Tuesday, 17 June 2008

Don't Panic - The Hitch Hiker's Guide to the Galaxy vs Wikipedia

I’ve just finished reading a section of ‘Everything is Miscellaneous’, by David Weinberger called ‘Social Knowing’ and it got me thinking…

I’m not talking about the novel/radio play here (which is of course wonderful), I’m talking about THE book, which is…

‘Certainly the most successful, book ever to come out of the great publishing corporations of Ursa Minor. More popular than the Celestial Home Care Omnibus, better selling than Fifty Three Things to Do in Zero Gravity, and more controversial than Oolon Colluphid's trilogy of philosophical blockbusters - Where God Went Wrong, Some More of God's Greatest Mistakes, and Who is this God Person Anyway?’ Oh and plain old Wikipedia, off the internet.

A while ago it struck me that Wikipedia was, in reality the Guide. It was, to all intents and purposes everything that the guide set out to be. And then the other day when reading an excerpt from David Weinberger’s ‘Everything is Miscellaneous*’, for a book group we have at work it struck me that I had been utterly wrong. - This happens quite a lot, and I'm quite happy to fess up to the fact that I often hold ridiculous ideas I dreamt up in the pub, but never really thought through.

(*nb. He's got a blog that its all based on)

And I thought it would be a bit of a laugh to look at why my initial viewpoint was such a load of old dingoes kidney’s. Whilst in doing so, bringing out some of Weinberger’s arguments and my own thoughts on them.

HGTTG vs Wikipedia - the face off

Both books are the ultimate source of knowledge in the universe - now, it could be argued here that the Hitch Hiker’s Guide has competition... and that this competition mirrors the Wikipedia/Britannica conflict, for example:
The Encyclopaedia Galactica defines a robot as a mechanical apparatus designed to do the work of a man. The marketing division of the Sirius Cybernetics Corporation defines a robot as "Your Plastic Pal Who's Fun To Be With."
The Hitchhiker's Guide to the Galaxy defines the marketing division of the Sirius Cybernetics Corporation as "a bunch of mindless jerks who'll be the first against the wall when the revolution comes," with a footnote to the effect that the editors would welcome applications from anyone interested in taking over the post of robotics correspondent.
Curiously enough, an edition of the Encyclopaedia Galactica that had the good fortune to fall through a time warp from a thousand years in the future defined the marketing division of the Sirius Cybernetics Corporation as "a bunch of mindless jerks who were the first against the wall when the revolution came."

… But this is where the similarity ends.

The Guide is Commercial – Wikipedia is not. Weinberger argues that there is a an issue with Authority and Truth highlighting that most big media organisations rely on authority to sell – we need to trust that what the Times says is true or we wouldn’t pay for it, and as a result the Times has grown reliant on the money driven by its authority to cover costs and drive profit…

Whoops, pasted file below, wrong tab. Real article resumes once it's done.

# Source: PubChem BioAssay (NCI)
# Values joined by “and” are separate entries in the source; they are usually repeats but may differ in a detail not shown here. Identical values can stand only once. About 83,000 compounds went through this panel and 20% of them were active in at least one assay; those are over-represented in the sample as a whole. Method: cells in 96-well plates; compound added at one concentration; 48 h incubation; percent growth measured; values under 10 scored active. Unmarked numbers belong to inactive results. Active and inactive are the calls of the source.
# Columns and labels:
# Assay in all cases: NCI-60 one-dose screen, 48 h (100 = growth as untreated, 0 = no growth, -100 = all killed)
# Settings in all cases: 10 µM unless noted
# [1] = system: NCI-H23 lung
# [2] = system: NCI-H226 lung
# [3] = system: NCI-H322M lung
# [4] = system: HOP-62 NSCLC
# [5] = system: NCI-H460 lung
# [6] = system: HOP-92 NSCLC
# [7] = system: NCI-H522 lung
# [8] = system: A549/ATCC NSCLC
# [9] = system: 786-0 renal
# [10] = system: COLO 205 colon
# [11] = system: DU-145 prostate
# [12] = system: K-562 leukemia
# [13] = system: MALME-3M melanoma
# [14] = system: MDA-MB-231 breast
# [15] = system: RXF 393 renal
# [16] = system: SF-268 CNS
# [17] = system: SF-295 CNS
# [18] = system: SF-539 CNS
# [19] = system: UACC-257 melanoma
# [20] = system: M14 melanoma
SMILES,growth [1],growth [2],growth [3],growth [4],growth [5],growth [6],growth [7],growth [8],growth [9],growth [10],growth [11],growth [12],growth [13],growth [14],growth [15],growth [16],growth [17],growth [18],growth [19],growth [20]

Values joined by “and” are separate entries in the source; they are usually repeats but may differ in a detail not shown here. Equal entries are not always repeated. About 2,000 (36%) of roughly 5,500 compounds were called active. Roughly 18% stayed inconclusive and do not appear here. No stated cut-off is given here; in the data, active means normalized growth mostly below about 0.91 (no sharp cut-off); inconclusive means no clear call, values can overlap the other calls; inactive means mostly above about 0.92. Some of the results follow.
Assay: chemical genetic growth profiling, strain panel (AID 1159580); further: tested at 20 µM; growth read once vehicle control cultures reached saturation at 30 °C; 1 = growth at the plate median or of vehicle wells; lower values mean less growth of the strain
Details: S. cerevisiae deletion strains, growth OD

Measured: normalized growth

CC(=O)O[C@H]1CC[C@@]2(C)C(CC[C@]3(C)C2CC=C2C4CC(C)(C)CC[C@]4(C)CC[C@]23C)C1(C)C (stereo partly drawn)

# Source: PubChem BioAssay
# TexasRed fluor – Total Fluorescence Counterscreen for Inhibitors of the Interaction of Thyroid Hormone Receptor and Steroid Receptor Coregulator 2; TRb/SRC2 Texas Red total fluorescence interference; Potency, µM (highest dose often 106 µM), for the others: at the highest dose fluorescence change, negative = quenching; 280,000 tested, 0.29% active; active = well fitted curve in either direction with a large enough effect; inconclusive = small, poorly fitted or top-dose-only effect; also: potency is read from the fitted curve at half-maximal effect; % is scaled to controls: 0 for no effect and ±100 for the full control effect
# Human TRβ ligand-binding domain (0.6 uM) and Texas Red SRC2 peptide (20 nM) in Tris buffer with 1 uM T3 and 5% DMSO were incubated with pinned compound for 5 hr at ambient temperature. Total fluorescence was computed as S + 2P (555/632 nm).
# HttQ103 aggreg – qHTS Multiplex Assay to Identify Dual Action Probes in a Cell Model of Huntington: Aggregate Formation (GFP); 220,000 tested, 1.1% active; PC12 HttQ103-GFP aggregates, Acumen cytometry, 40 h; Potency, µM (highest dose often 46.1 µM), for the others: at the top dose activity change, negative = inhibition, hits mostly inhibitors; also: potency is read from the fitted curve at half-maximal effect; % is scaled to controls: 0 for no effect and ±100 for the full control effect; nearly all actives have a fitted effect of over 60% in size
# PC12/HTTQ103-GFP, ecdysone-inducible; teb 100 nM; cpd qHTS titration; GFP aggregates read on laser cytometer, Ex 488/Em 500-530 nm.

1-Nil to Wikipedia.

No problems with one of your agents getting stuck on a small blue-green planet somewhere in the western spiral arm of the galaxy for them.
The guide relies on field researchers like Ford Prefect (originally from the Betelguise vicinity), whereas Wikipedia is open source, user compiled.

Weinberger talks about the benefits of a user driven system. How it generates its own form of authority by being honest and open. How consumers are more active in drawing information from it – by having to sift through occasional inaccuracies and how they reach a NPV (Neutral Point of View).

My main issues with Weinberger’s point of view are that he treats knowledge as how we process information, and the basis for knowledge being about mutual agreement. Personally I think knowledge needs a more philosophical basis (be that scientific/empirical or whatever). And whilst I like the idea of NPV I’m not sure you could ever call them right. – None of which detracts from Weinberger’s POV.

2 – Nil to Wikipedia so far.

3 – Nil in fact if you count the NPV as superior to the validity of field reporters… remember how the Sirius Cybernetics Corporation cut Ford’s entry about Earth to two words… ‘Mostly Harmless’?

It’s crazy really that none of us saw it coming. Models like HGTTG seemed so plausible until social knowledge (Weinberger’s term) turned things on their head – and hilariously social knowledge is what societies had (to some extent) been doing for years prior to broadcast media.

So in the final run off, which is the winner….?

...Controversially it’s the Hitch-hiker’s Guide to the Galaxy.


Well for two reasons.

First. I’m not Wikipedia and I think its better.

Secondly and most importantly the Guide has the words ‘Don’t Panic’ embossed helpfully on its cover.

...Next week ebay vs some guy I met outside the grand bizarre in Istandbul trying to swap carpets for my girlfriend.

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